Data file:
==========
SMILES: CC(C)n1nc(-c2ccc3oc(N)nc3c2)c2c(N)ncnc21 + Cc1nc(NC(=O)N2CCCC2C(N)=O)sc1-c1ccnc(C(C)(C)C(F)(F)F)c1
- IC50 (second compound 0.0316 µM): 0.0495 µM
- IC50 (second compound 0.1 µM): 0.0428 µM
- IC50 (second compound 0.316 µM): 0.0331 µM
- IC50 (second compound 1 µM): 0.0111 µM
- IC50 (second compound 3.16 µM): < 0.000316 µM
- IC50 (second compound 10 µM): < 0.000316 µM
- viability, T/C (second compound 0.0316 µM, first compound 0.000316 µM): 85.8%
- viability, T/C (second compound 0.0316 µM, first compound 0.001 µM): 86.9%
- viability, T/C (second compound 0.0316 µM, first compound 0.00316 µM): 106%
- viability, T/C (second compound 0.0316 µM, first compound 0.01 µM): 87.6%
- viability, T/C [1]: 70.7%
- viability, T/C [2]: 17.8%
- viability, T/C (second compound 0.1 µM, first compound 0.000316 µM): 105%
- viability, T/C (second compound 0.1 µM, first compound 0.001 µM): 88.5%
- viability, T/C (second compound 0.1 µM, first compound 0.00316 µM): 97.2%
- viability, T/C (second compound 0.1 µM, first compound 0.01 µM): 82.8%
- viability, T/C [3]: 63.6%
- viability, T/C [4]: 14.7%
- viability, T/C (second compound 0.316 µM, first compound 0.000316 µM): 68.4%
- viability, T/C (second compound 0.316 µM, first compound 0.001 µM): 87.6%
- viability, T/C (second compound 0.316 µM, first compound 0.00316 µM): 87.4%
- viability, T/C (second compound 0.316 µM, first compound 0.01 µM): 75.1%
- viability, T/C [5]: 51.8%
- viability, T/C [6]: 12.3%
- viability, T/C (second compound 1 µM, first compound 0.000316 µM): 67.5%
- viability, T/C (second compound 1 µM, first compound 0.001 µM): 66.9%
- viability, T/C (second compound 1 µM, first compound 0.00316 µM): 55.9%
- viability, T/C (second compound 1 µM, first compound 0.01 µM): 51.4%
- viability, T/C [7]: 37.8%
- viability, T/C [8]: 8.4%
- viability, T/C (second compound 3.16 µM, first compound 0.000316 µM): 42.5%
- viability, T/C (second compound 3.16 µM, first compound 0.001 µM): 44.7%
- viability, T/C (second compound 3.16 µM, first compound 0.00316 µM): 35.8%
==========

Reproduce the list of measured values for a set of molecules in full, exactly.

SMILES: CC(C)n1nc(-c2ccc3oc(N)nc3c2)c2c(N)ncnc21 + Cc1nc(NC(=O)N2CCCC2C(N)=O)sc1-c1ccnc(C(C)(C)C(F)(F)F)c1
- IC50 (second compound 0.0316 µM): 0.0495 µM
- IC50 (second compound 0.1 µM): 0.0428 µM
- IC50 (second compound 0.316 µM): 0.0331 µM
- IC50 (second compound 1 µM): 0.0111 µM
- IC50 (second compound 3.16 µM): < 0.000316 µM
- IC50 (second compound 10 µM): < 0.000316 µM
- viability, T/C (second compound 0.0316 µM, first compound 0.000316 µM): 85.8%
- viability, T/C (second compound 0.0316 µM, first compound 0.001 µM): 86.9%
- viability, T/C (second compound 0.0316 µM, first compound 0.00316 µM): 106%
- viability, T/C (second compound 0.0316 µM, first compound 0.01 µM): 87.6%
- viability, T/C [1]: 70.7%
- viability, T/C [2]: 17.8%
- viability, T/C (second compound 0.1 µM, first compound 0.000316 µM): 105%
- viability, T/C (second compound 0.1 µM, first compound 0.001 µM): 88.5%
- viability, T/C (second compound 0.1 µM, first compound 0.00316 µM): 97.2%
- viability, T/C (second compound 0.1 µM, first compound 0.01 µM): 82.8%
- viability, T/C [3]: 63.6%
- viability, T/C [4]: 14.7%
- viability, T/C (second compound 0.316 µM, first compound 0.000316 µM): 68.4%
- viability, T/C (second compound 0.316 µM, first compound 0.001 µM): 87.6%
- viability, T/C (second compound 0.316 µM, first compound 0.00316 µM): 87.4%
- viability, T/C (second compound 0.316 µM, first compound 0.01 µM): 75.1%
- viability, T/C [5]: 51.8%
- viability, T/C [6]: 12.3%
- viability, T/C (second compound 1 µM, first compound 0.000316 µM): 67.5%
- viability, T/C (second compound 1 µM, first compound 0.001 µM): 66.9%
- viability, T/C (second compound 1 µM, first compound 0.00316 µM): 55.9%
- viability, T/C (second compound 1 µM, first compound 0.01 µM): 51.4%
- viability, T/C [7]: 37.8%
- viability, T/C [8]: 8.4%
- viability, T/C (second compound 3.16 µM, first compound 0.000316 µM): 42.5%
- viability, T/C (second compound 3.16 µM, first compound 0.001 µM): 44.7%
- viability, T/C (second compound 3.16 µM, first compound 0.00316 µM): 35.8%